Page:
Indiana University SPEA Edward J. Bloustein School of Planning and Public Policy University of Pennsylvania AIR American University

Panel Paper: Effects of Competing Narratives on Public Perceptions of Prescription Opioid Addiction during Pregnancy

Thursday, November 12, 2015 : 1:45 PM
Tuttle South (Hyatt Regency Miami)

*Names in bold indicate Presenter

Alene Kennedy-Hendricks, Emma E. McGinty and Colleen L. Barry, Johns Hopkins University
Background: Prescription opioid misuse and addiction have increased significantly among women of reproductive age over the last 15 years. In addition, rates of neonatal abstinence syndrome, which describes the constellation of symptoms associated with opioid withdrawal in newborns, increased three-fold nationwide between 2000 and 2009. News media and public attention have focused on the implications of this trend with state policy responses varying in the extent to which they are punitive or public health-oriented. The types of solutions that the public perceives as appropriate for addressing prescription opioid addiction during pregnancy may be informed by the way that the causes and consequences of this issue are framed in public discourse. Narratives, or stories about individuals, are often used by the media, by policymakers, and in educational campaigns to frame social and public health issues.

Methods: We conducted a six-group randomized experiment among a nationally representative sample of U.S. adults (N=1,620) in order to test the effects of narratives portraying a pregnant woman addicted to prescription opioids on public attitudes. Participants were exposed to three different narrative features: 1) portrayal of a pregnant woman as high or low socioeconomic status (SES), 2) portrayal of the barriers to addiction treatment access faced by a woman during her pregnancy; and 3) portrayal of a successfully treated pregnant woman. Outcomes were measured on 7-point Likert scales. We used ordered logistic regression models to test how the narrative exposures affected study participants’ beliefs about persons with prescription opioid addiction, perceptions of addiction treatment effectiveness, support for public policies to address prescription opioid misuse and addiction during pregnancy, and emotional reactions.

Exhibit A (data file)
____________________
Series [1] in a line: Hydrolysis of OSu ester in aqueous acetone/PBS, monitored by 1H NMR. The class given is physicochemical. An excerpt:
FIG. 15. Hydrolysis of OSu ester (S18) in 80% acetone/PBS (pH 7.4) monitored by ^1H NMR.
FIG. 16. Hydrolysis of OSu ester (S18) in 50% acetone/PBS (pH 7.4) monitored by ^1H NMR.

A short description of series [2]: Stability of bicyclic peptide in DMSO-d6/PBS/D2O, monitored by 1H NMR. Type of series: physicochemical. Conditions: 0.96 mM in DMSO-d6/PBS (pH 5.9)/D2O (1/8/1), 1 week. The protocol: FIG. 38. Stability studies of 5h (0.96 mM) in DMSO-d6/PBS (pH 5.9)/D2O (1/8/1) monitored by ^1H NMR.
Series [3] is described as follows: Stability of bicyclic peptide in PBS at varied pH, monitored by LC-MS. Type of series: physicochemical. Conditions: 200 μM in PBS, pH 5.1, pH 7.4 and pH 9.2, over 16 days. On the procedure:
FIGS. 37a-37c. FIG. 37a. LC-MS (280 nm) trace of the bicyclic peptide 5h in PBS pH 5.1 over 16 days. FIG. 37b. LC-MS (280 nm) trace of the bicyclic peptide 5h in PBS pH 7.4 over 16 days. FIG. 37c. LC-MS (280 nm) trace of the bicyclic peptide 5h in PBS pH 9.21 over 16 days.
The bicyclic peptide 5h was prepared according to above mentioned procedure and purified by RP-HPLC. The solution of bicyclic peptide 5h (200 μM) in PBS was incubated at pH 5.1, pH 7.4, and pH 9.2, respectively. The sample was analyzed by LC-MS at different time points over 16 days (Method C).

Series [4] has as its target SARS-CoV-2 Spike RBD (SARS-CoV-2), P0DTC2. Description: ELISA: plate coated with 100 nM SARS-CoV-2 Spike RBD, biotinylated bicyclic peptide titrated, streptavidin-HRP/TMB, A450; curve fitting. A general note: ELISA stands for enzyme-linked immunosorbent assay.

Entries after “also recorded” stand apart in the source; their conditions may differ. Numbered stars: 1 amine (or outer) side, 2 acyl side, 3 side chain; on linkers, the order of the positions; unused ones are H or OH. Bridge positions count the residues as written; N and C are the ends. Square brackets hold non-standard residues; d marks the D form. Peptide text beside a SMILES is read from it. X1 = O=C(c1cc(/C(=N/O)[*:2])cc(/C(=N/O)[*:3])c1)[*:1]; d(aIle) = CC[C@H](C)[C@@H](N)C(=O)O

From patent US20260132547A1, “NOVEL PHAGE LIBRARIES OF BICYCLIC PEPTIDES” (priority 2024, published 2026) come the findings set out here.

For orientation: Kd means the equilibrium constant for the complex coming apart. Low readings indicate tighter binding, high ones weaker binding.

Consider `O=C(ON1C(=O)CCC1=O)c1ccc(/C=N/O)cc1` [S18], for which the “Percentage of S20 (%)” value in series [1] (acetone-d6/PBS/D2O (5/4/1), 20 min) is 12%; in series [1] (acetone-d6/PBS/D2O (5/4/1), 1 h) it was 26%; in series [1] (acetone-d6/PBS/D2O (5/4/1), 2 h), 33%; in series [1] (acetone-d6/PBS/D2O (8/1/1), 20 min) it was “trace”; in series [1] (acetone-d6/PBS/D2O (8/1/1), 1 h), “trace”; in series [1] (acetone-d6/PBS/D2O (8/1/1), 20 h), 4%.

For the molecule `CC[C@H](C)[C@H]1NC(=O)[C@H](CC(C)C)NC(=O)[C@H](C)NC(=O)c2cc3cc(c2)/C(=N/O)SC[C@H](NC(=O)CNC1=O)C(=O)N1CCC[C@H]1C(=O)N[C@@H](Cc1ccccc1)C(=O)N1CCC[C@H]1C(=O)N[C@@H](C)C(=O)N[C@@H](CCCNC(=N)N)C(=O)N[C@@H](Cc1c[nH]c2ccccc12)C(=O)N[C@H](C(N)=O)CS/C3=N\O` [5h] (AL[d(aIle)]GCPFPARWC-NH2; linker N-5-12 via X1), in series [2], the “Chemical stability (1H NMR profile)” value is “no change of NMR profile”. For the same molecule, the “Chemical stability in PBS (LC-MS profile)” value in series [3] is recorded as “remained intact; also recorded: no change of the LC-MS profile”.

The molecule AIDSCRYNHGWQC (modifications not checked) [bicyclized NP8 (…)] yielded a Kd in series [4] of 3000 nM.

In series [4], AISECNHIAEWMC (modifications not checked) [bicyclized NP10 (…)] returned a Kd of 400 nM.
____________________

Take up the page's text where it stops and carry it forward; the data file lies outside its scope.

Results: Portraying a high SES woman in the narrative lowered perceptions of individual blame for addiction and decreased public support for punitive policies. Depicting the barriers to treatment faced by a low SES woman reduced support for punitive policies and increased support for expanded insurance coverage for addiction treatment. The extent to which narratives portraying successfully treated addiction affected public attitudes depended on the SES of the woman portrayed. In comparison to the narrative depicting a high SES woman who is not treated, the narrative depicting a successfully treated high SES woman increased perceptions that addiction treatment can be effective. In comparison to the narrative depicting an untreated low SES woman, portraying a successfully treated low SES woman decreased support for punitive policy. Emotional responses mediated many of the relationships between narrative exposure and public attitudes.

Conclusions: These findings can inform the development of communication strategies to reduce stigma toward this population, reduce support for punitive policies, and increase support for more public health oriented approaches to addressing this problem.